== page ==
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Ruby Dhillon, CEO of non-profit Pink Attitude, in Toronto on April 15.Narisa Ladak/The Globe and Mail

Rushmi Hasham, 51, remembers how frustrating it was to get noticed in a work meeting in the early 1990s. “Clients would address my white male colleagues over me. Every day was a fight to claim my space. I took it as a challenge, but it did get exhausting.”

Five years later, she would start her own reskilling and human resources business. But after running it for 18 years, she decided to go back to working for someone else again. She says that while representation of South Asian women like her has improved in workplaces, many are still fighting to be seen and heard.

A study released in March found that South Asian women are twice as likely to report unfair treatment in the workplace, despite being among the most qualified workers in the country. Thirty-four per cent of South Asian women said they were treated unfairly at work, compared with 17 per cent of all women surveyed. The study, commissioned by Pink Attitude, a non-profit that aims to create a support network for South Asian women in Canada, surveyed more than 2,200 Canadians.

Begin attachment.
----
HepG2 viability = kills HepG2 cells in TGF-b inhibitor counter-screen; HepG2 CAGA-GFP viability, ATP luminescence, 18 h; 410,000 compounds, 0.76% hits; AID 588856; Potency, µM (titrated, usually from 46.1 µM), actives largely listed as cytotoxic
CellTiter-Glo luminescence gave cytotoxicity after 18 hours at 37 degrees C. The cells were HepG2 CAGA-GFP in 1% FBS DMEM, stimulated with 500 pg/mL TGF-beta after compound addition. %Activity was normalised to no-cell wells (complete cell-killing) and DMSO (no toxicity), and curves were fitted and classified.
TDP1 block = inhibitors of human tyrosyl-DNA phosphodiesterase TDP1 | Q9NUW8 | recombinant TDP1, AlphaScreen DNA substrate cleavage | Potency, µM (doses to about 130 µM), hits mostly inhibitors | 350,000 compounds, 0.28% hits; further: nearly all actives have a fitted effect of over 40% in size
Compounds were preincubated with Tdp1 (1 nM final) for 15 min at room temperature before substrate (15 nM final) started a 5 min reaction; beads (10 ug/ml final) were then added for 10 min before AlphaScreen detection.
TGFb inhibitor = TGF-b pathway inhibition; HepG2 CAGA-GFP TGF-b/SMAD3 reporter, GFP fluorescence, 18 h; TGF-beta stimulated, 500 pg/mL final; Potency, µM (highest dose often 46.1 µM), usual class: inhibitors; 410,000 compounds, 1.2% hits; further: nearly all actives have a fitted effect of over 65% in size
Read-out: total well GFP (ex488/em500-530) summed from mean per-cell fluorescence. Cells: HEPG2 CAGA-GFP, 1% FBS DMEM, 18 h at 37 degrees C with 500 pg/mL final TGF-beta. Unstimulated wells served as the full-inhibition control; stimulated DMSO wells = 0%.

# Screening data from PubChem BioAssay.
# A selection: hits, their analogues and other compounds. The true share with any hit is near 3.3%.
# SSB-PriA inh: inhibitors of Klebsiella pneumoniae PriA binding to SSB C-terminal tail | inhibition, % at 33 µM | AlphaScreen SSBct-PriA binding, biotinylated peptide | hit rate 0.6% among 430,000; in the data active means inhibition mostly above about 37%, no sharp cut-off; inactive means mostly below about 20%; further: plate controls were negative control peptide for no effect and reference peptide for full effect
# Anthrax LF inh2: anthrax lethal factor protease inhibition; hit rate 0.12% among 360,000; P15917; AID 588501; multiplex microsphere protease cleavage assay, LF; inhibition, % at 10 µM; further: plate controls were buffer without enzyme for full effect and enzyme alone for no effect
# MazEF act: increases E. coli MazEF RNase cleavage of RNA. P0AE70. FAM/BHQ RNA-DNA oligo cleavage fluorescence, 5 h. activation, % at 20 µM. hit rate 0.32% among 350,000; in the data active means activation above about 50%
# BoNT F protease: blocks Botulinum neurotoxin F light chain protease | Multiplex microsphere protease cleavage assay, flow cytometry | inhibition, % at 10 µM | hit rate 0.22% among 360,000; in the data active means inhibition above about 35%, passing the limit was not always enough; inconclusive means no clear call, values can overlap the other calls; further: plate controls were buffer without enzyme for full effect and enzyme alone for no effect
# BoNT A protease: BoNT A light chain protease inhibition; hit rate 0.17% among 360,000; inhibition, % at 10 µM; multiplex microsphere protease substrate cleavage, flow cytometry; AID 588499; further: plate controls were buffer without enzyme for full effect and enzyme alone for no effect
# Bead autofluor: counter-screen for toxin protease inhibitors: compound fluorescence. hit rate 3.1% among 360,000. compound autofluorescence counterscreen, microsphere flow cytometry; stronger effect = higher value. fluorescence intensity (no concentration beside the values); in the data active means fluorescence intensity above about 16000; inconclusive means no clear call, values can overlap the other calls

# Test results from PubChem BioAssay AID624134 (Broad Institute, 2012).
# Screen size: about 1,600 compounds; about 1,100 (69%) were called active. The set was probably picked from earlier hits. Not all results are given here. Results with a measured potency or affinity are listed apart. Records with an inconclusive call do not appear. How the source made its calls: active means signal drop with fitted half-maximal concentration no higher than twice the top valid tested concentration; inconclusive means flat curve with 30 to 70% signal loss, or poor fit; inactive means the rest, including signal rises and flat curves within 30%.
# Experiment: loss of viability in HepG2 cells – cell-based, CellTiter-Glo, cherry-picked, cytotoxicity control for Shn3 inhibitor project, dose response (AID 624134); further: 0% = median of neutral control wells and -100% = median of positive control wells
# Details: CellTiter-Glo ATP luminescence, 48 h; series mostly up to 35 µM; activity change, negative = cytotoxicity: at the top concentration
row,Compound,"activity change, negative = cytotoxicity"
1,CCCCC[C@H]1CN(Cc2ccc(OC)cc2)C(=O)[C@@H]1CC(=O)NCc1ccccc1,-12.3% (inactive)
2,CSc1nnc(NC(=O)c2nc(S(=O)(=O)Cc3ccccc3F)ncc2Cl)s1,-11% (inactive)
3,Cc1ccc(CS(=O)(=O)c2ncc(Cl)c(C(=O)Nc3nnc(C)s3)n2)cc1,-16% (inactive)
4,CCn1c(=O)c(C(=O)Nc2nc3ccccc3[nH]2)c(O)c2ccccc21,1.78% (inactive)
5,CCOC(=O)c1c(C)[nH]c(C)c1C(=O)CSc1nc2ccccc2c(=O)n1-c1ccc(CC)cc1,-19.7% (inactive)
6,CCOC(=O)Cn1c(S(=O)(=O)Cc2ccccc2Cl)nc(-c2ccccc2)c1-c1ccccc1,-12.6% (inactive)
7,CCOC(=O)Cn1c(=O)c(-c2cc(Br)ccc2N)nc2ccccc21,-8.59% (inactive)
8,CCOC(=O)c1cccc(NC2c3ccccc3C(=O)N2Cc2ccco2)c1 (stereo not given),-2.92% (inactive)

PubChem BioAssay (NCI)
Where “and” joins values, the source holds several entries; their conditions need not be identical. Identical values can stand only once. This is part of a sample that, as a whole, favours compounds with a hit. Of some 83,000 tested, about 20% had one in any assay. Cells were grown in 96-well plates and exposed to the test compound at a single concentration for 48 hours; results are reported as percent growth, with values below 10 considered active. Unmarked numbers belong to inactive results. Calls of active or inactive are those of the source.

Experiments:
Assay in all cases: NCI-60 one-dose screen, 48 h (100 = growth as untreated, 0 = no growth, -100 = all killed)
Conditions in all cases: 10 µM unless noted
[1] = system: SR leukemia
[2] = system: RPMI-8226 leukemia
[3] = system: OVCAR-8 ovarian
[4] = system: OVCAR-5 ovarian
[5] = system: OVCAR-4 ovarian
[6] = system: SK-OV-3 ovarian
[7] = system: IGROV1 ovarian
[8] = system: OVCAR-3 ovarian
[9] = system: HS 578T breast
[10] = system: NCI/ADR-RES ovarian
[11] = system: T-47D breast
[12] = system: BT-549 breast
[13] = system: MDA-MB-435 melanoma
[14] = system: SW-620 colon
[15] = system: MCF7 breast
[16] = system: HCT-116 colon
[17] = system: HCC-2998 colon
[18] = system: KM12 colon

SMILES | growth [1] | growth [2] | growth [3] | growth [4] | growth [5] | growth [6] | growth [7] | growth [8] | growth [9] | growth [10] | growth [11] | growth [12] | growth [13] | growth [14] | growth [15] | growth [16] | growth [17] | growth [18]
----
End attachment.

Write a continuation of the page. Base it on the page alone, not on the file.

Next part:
It also found that 57 per cent of South Asian women were planning to leave their jobs for a host of reasons, compared with only 19 per cent of all women surveyed. Forty-seven per cent of South Asian women said they were thinking of leaving the work force altogether because the pandemic had only made inequities in their workplaces worse.

Those latter findings should be concerning, considering that Canada’s labour market saw a record 915,500 vacancies in the fourth quarter of 2021, leaving employers scrambling to fill positions.

The Pink Attitude report makes several recommendations to help employers pull in more diverse talent and retain skilled South Asian women. It suggests having diversity, equity and inclusion initiatives specifically tailored to a South Asian work force. It underscores the importance of targeted mentorship and sponsorship opportunities. It says South Asian women would do better if they had opportunities for professional development, such as continuing education. And it says flexible work arrangements would help women stay in the work force.

One of the report’s key suggestions aims to create a level playing field for newcomers, calling on employers to recognize valuable work experience outside Canada.